Date of Award


Document Type


Degree Name

Master of Science (MS)


Materials Science and Engineering

Committee Chair/Advisor

Ulf D. Schiller

Committee Member

Rajendra K. Bordia

Committee Member

Jianhua Tong


Modern electric vehicles and consumer electronics applications demand high specific energy from Li-ion batteries, which can be charged and discharged faster. In the search for high specific energy, researchers have tried to make thicker battery electrodes which contain a greater proportion of active material. While chemical and structural modification of electrodes can help to increase the electronic conductivity of active material, the microstructure of porous electrodes can be engineered to enhance ion transport for fast charge and discharge. Previous research has shown that macropores introduced by directional freeze tape casting can enhance the performance of thick porous electrodes. For instance, Azami-Ghadkolai et al. have studied freeze tape cast molybdenum doped lithium titanate cathodes and demonstrated that macropores in an anisotropic hierarchical structure can mitigate the depletion of lithium salt at the current collector side of the electrode. Their study also highlighted the utility of numerical simulations of charge transport in porous electrodes. However, they only considered macrochannels of the same width as the active material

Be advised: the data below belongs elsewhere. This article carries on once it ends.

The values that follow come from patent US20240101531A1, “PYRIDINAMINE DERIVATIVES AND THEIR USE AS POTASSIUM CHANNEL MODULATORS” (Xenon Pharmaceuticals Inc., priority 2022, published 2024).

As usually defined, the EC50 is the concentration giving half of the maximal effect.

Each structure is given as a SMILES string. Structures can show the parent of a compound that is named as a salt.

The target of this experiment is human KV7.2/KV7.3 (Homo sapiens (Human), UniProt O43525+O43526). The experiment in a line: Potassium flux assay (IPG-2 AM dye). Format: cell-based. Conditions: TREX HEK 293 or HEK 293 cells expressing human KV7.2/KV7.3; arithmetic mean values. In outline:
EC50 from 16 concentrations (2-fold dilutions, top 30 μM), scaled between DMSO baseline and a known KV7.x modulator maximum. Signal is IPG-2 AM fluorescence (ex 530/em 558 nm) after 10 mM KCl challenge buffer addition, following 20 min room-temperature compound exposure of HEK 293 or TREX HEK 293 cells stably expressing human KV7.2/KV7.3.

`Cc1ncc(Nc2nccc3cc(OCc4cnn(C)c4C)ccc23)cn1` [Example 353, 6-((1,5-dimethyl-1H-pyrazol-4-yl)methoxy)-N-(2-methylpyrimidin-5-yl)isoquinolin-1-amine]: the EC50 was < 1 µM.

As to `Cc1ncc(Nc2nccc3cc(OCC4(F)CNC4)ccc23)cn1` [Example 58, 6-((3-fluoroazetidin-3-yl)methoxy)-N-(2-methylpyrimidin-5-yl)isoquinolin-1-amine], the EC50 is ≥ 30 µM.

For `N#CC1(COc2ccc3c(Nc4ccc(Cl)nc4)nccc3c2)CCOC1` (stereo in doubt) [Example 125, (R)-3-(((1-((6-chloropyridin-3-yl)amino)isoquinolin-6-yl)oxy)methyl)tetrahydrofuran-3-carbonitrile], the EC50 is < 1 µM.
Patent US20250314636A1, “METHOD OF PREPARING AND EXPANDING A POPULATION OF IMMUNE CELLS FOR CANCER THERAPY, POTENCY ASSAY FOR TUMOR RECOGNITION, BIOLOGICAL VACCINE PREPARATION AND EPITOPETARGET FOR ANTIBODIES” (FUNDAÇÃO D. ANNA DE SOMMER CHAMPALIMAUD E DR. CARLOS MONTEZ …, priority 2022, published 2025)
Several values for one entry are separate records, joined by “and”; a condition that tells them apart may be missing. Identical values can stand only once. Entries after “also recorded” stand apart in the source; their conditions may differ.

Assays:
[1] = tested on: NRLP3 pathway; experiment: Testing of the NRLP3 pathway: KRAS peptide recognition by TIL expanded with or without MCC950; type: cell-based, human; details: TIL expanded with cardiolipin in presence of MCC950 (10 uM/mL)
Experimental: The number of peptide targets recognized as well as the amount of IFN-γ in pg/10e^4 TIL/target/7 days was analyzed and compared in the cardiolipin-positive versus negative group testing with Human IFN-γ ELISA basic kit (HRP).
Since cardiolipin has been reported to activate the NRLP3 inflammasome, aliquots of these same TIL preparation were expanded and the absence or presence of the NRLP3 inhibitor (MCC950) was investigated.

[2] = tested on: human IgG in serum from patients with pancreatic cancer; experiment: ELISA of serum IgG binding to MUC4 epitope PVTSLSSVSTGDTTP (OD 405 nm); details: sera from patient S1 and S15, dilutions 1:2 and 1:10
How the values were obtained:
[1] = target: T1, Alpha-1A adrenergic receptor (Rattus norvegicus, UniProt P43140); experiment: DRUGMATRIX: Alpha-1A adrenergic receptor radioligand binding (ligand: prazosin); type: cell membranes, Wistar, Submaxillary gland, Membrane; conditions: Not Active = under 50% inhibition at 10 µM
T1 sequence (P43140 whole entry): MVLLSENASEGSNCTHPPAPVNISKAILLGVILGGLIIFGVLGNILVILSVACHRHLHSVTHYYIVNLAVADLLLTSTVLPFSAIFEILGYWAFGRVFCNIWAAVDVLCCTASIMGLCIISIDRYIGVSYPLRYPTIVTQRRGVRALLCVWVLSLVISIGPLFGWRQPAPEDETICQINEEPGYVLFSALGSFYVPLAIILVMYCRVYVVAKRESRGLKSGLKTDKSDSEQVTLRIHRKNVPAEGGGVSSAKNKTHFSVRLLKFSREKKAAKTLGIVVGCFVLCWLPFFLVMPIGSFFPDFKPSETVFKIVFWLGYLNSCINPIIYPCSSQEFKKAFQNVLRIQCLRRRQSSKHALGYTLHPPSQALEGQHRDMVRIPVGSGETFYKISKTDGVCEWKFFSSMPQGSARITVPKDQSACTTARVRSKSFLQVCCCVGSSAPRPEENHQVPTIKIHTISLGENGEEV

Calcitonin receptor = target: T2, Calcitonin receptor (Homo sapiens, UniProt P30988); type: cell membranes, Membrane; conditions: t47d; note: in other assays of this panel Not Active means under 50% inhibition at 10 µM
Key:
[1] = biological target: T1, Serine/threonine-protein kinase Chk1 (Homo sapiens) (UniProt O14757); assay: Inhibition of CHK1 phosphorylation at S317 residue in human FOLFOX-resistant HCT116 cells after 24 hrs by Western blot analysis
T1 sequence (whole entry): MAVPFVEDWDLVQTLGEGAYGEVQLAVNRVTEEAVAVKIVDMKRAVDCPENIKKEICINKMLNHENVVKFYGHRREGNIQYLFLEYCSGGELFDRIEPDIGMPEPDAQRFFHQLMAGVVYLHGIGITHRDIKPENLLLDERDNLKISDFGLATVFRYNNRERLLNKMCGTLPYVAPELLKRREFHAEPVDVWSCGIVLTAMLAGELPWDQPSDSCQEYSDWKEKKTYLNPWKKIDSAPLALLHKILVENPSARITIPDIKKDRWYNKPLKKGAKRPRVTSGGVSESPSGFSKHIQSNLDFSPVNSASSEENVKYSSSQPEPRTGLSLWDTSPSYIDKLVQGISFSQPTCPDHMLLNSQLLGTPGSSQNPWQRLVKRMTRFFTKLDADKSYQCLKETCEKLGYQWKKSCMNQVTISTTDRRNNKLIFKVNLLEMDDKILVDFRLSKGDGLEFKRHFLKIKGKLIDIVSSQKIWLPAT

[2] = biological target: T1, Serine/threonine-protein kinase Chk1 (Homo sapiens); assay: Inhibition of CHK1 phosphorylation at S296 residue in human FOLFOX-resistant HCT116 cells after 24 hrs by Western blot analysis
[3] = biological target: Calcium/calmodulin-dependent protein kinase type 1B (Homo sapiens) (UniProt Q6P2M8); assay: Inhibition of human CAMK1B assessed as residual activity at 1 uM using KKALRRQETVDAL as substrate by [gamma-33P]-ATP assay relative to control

The main research goal of this thesis is a numerical investigation of the impact
of the channel width on rate capability and specific energy of hierarchical porous
electrodes. By leveraging the finite element software COMSOL, we developed three different models with channel widths equal to, half, and double the width of the cathode walls, respectively, while the total width of the cathode was kept constant. The numerical results indicate that the narrow channel model exhibits the best performance in terms of specific energy at high discharge rate amongst the three models. The thinness where there is equivalent mass loading makes the narrow channel model a promising microstructure that can be targeted in experimental electrode fabrication.



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